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New answers to old problems in insurance

New answers to old problems in insurance | Insurance Business

New answers to old problems in insurance

As I write, Lloyd’s is poised to publish its prospectus, The Future at Lloyd’s – proposals on how it might develop to remain relevant in the global insurance industry. At LIIBA, we have welcomed the very collaborative approach that John Neal and Ben Reid have taken to drawing up these ideas, in seeking our help, and we look forward to playing our part in the ongoing consultation.

Whatever our views on individual parts of the prospectus, we share a common central objective.  A strong, vibrant, innovative Lloyd’s market must be a key part of the offering we make to our clients.  It has always been at the heart of London’s unique offering – the ability to find cover for clients that is simply not available elsewhere. We must ensure it retains and grows that ability. We look forward to discussing what happens next.

Where we can all agree is that the frictional cost of placing and servicing insurance in London needs to be reduced. Brokers still do more on behalf of London – and especially Lloyd’s – carriers than we do in other centres. And the way we have to do it remains too clunky, reliant on aged systems that should have been retired long ago with only the distant promise of the modern digital age to which we aspire. That presents an impediment to bringing business here; a need to think twice and wonder if it is worth the effort in some instances at the margin. If we can fix these problems, then not only will existing business deliver ever greater value to customers, but there is a possibility we can grow the book.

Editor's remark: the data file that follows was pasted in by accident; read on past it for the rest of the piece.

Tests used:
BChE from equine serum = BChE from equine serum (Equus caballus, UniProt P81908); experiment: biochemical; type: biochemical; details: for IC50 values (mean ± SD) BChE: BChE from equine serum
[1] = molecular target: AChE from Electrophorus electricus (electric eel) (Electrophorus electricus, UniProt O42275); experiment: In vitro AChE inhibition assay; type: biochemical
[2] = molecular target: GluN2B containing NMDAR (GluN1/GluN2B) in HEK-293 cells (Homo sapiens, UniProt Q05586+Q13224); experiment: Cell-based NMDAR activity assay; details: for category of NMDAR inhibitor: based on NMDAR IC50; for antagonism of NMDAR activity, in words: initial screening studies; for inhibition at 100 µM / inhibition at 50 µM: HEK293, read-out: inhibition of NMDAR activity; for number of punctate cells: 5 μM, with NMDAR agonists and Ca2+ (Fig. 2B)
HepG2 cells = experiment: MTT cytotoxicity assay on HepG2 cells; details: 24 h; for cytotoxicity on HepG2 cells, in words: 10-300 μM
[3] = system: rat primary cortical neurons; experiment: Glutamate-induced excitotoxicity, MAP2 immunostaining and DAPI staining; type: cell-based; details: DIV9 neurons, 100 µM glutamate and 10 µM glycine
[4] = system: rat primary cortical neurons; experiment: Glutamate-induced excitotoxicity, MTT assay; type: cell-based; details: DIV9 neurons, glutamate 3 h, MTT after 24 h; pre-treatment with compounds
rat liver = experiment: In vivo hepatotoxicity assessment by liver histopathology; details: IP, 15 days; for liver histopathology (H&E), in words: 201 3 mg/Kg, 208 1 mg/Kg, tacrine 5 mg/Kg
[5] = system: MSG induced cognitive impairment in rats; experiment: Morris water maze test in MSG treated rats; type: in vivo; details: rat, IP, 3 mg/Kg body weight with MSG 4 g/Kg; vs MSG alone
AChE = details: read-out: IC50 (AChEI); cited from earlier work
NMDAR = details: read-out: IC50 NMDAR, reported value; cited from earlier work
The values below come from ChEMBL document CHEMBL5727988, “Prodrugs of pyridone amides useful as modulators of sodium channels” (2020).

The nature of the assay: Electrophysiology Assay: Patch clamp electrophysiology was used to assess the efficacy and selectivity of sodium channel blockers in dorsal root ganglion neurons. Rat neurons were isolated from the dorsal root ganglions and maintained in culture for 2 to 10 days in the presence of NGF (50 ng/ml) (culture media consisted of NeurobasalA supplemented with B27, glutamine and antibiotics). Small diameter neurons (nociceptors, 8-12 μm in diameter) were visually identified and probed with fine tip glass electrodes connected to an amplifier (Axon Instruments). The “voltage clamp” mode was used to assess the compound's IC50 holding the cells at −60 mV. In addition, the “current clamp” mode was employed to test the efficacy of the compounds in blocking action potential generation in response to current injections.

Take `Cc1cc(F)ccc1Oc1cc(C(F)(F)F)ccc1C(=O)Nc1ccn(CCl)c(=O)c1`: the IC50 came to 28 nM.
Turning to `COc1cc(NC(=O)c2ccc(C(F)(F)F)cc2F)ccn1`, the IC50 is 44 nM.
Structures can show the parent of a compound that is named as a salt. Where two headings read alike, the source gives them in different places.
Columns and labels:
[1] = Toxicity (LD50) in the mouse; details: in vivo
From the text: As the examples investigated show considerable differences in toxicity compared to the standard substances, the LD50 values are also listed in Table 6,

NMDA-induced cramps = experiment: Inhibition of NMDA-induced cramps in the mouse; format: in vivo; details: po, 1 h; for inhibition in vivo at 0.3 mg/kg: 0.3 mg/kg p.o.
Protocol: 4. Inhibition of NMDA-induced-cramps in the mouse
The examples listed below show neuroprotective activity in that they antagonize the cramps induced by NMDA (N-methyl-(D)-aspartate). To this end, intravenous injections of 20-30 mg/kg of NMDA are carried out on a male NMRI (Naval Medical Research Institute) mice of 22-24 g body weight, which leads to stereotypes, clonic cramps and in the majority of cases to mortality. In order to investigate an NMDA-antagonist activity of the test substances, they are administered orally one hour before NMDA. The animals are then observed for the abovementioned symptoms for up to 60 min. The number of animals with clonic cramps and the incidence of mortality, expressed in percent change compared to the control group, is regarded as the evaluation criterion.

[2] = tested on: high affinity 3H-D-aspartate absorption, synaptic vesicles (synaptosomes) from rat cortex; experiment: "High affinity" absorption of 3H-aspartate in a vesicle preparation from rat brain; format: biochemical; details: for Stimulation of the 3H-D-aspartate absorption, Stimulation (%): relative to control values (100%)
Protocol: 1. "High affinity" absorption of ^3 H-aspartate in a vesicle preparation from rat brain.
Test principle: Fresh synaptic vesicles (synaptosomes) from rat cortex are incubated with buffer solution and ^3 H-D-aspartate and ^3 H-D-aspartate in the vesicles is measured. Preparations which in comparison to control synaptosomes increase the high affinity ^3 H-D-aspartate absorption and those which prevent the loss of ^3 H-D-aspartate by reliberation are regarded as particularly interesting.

Obviously, this is not a new concept. I have been engaged in this effort for longer than it took Tiger Woods to win another major. And we have not been without success. Insurers’ Market Repository and Electronic Claims File were significant triumphs – albeit significant triumphs that are now in need of a refresh. And Placing Platform Limited (PPL) has captured the holy grail of removing paper from the placement process. In the last 12 months alone, we placed more than 55,000 risks on the platform. In total since 2016 the number is 75,000. We now have 106 brokers signed up to use the system and over 60 already participating. Insurers have breezed past their mandate targets. All Lloyd’s approved brokers need to have an electronic trading capability by the beginning of next month.

PPL has shown we can do change. Now we need to extend the experience to the other parts of the insurance lifecycle where many of London’s expensive peculiarities lurk. None more so than in the accounting process. There is an established approach to the efficient settlement of premium and claims payments for international insurance that has been around for about 10 years - the Ruschlikon process. It uses structured ACORD-standard data messages to automate reconciliation and trigger payment. In contrast, in London we predominantly use a system that delivers an error rate in the region of 25%.

So, the challenge for some time now has been to bring Ruschlikon to the bureau markets in London. The idea was that brokers could effectively hit the ‘pay’ button in their systems and the same message could go to counterparties whatever their particular bureau-related hue, making London as easy to settle with as everybody else. And, crucially, global placements in which only part of the order comes here – which can be as much as 40% of a broker’s specialty book – could all be accounted for in the same way. No difference leading to no complexity leading to no errors. 

Despite considerable effort, this has been not yet been delivered although the prize is huge. We need to focus on one simple objective: to make an internationally recognised process work in London, not try to make it fit around us. Removing ‘Londonisms’ has been a core part of the work; let’s not lose sight of it now. If the Lloyd’s prospectus, and the energy John Neal brings to driving potentially radical solutions to serious problems, can be the catalyst to refocussing our efforts in the account arena to bring London into line with the existing international standard, that alone would be an achievement of no little significance.